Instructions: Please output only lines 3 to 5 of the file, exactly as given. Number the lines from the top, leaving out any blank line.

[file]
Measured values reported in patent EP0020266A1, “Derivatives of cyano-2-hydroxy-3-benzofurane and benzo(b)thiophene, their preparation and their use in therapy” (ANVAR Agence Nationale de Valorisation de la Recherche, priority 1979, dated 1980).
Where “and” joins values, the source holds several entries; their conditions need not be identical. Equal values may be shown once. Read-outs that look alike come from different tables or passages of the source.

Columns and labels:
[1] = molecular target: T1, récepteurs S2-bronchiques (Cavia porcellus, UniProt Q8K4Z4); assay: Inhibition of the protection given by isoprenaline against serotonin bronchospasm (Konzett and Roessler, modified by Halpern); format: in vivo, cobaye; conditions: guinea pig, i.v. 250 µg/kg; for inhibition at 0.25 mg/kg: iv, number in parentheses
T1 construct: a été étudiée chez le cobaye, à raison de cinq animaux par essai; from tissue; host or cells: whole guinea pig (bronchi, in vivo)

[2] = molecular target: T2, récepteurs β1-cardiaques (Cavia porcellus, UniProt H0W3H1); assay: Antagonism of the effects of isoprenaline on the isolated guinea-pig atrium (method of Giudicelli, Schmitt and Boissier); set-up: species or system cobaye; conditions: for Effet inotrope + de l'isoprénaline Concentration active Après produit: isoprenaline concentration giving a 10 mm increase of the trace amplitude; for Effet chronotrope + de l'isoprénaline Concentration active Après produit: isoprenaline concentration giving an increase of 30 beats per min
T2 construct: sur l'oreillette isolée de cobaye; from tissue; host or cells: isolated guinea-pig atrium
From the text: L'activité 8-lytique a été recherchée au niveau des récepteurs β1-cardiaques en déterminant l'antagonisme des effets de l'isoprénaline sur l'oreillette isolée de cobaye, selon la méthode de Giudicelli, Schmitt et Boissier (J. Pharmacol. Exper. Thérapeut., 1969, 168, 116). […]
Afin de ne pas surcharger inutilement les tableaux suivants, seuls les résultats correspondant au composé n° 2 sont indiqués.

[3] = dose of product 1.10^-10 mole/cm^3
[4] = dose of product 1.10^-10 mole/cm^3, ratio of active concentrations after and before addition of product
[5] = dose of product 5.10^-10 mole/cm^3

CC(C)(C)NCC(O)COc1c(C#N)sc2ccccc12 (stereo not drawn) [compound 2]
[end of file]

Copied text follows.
Columns and labels:
[1] = molecular target: T1, récepteurs S2-bronchiques (Cavia porcellus, UniProt Q8K4Z4); assay: Inhibition of the protection given by isoprenaline against serotonin bronchospasm (Konzett and Roessler, modified by Halpern); format: in vivo, cobaye; conditions: guinea pig, i.v. 250 µg/kg; for inhibition at 0.25 mg/kg: iv, number in parentheses
T1 construct: a été étudiée chez le cobaye, à raison de cinq animaux par essai; from tissue; host or cells: whole guinea pig (bronchi, in vivo)